Good news for small investors: The answer is no. Indeed, some of the biggest, such as Laszlo Birinyi and Barton Biggs, are still bullish. And based on valuations, stocks are reasonably valued. For example, the S&P 500 is trading at a P/E ratio of 15.6, far south of the 19.7 typical of bull markets, according to Bloomberg. And then there's the factor of earnings yield: an investment's annual income divided by its price. The gap between the earnings yield on stocks and the yield on 10 year treasury notes is wider than it has been since 1962. At 2.96 percentage points, this gap implies that stocks are quite inexpensive. And while stocks are up 95.6% over the last two years, that's still 36 percentage points shy of the average 131% gain registered during bull markets since 1962.
Companies are in great shape, coming off of record profits in 2010, and earnings are forecast to grow in 2011. In 2010, companies piled up record profits of $1.66 trillion while squirreling away nearly $2 trillion in cash on their balance sheets. At the same time, those companies have been pushing their workers hard -- generating a 2.6% boost in productivity even as unit labor costs fell 1.5% in 2010, according to the Bureau of Labor Statistics. These two factors contributed to the continuation of a decade-long trend: an 8.1% decline in the median family income in America. But S&P earnings are forecast to grow 17% in 2011, according to Bloomberg.
Government Help Pulled Stocks Back From the Brink
The S&P 500's 95.6% rise from its March 9, 2009 low added $28 trillion in market value to those companies, a surge that was heavily supported by $12.8 trillion in U.S. government cash and guarantees, including the $700 billion Troubled Asset Relief Program. (Part of that TARP money, as we all know now, was spent paying $18.4 billion in bonuses to Wall Street after it caused one of the worst financial collapses in history. Which begs the question: Why is America waging a war on teachers after forking over its tax money to pay mammoth bonuses to Wall Street bankers?)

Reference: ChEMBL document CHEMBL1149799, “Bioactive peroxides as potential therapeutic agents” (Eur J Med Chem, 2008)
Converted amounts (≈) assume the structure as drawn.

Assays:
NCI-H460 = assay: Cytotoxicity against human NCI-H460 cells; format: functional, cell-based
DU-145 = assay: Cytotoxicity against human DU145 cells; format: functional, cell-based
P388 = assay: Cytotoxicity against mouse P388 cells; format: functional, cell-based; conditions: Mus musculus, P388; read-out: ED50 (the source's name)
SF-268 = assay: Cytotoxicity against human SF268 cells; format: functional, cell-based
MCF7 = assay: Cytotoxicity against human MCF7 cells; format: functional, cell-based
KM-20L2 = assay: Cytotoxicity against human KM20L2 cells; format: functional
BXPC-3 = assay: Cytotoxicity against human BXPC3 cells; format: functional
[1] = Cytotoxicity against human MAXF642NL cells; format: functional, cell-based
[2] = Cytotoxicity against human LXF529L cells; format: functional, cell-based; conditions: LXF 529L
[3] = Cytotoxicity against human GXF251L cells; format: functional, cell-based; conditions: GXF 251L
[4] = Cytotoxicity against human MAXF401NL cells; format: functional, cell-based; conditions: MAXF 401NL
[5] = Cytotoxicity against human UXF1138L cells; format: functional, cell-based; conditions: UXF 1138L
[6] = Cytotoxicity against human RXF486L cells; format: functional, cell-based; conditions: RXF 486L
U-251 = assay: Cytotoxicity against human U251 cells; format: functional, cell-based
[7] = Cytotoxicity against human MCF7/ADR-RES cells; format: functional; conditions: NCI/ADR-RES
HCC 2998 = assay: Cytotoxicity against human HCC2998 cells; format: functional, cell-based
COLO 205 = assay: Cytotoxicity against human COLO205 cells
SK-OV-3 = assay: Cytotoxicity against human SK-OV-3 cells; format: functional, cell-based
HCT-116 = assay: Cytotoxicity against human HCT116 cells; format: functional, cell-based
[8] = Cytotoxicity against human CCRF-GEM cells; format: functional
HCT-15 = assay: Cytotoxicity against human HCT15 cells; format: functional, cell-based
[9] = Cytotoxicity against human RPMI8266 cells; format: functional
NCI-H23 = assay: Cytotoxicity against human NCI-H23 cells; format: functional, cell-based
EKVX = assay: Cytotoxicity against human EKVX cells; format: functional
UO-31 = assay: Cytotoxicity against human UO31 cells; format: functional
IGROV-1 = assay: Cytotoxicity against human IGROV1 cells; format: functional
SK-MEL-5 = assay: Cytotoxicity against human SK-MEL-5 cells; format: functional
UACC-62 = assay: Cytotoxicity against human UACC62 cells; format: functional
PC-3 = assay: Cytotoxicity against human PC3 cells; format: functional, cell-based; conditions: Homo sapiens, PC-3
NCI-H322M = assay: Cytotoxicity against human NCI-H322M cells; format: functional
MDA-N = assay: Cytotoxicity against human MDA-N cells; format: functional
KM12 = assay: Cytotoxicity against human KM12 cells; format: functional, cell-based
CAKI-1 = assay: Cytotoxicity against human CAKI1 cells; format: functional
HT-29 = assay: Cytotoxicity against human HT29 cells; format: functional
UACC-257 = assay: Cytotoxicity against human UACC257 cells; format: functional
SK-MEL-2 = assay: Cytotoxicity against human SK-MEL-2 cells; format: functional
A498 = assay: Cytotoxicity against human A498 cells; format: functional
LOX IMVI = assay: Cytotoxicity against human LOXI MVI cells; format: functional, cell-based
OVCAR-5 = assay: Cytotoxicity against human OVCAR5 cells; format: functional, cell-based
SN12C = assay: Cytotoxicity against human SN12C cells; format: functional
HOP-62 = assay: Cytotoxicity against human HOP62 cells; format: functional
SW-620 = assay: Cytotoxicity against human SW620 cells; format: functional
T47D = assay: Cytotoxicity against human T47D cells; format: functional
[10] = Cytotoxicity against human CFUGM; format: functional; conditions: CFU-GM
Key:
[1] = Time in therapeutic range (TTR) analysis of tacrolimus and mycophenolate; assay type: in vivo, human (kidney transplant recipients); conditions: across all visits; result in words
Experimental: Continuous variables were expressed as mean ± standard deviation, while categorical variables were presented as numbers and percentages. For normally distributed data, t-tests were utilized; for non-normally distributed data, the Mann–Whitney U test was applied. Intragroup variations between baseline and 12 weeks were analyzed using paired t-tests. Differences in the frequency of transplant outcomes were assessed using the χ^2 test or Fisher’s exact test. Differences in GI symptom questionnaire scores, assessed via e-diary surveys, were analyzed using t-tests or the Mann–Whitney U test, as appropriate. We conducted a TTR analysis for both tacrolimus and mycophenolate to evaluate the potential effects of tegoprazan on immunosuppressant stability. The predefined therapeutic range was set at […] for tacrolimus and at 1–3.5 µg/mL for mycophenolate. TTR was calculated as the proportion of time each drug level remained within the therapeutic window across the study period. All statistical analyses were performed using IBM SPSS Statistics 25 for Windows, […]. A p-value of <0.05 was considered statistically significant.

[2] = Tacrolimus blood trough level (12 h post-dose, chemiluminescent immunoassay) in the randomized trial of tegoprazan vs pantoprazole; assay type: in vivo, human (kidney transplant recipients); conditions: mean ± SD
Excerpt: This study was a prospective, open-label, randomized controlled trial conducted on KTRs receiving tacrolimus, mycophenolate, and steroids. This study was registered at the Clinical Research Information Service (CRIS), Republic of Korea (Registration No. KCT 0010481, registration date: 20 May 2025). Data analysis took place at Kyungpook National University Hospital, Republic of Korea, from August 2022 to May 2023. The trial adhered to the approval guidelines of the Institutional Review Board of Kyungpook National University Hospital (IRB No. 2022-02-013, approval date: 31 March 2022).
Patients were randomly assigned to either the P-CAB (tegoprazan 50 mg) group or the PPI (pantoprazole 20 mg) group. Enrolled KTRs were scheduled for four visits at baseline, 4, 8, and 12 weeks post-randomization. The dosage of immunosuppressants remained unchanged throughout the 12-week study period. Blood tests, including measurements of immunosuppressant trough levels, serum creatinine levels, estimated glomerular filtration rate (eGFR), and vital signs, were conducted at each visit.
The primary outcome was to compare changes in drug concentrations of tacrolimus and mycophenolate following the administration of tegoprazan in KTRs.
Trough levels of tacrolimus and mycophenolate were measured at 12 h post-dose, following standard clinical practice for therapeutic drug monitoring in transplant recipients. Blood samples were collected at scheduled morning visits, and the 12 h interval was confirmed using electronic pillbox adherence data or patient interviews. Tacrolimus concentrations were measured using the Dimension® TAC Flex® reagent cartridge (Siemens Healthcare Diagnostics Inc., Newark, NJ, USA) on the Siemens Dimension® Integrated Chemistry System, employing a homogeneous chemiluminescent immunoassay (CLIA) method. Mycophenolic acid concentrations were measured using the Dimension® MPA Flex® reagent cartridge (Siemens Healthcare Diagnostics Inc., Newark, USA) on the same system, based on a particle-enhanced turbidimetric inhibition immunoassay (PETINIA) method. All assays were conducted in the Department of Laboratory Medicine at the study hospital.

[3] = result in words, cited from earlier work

The Fed's policy of keeping rates low has also succeeded in getting people to take more risk in the market. According to the Investment Company Institute, investors have poured $24.2 billion into U.S. stock mutual funds since the beginning of 2011 after pulling $96.7 billion out in 2010. Perhaps in 2010 they were listening to bond maven Bill Gross, who was so wrong when he told me in February 2009 that stocks were a terrible place to be, and wrong again in January 2011 when he was spouting about a new normal of low growth.
Small Investors Rejoin The Party
Nevertheless, small investors are often wrong. In 2007, when stocks were peaking, individual investors added $91 billion to the coffers of stock funds. But the recent investor return to stocks looks more like the beginning of a directional change. For example, one investor interviewed by the Associated Press said she has reallocated more of her investments into stocks, but that higher representation in equities still accounted for just 30% of her portfolio -- down from 80% in 2007.
The question on investors' minds now is whether high oil prices will curb profits -- an oft-quoted statistic lately is that U.S. GDP growth falls 0.5% for every $10 boost in oil prices -- and lead to earnings disappointments. Is that a risk worth taking? If so, how should investors play it?
Take the risk: Oil price increases are likely to be temporary, so you should buy S&P 500 index mutual funds today. If you feel like taking a bit more risk, invest in individual stocks: My favorites are these nine medium-sized technology stocks, companies that are likely to be taken over soon by technology giants searching for growth opportunities.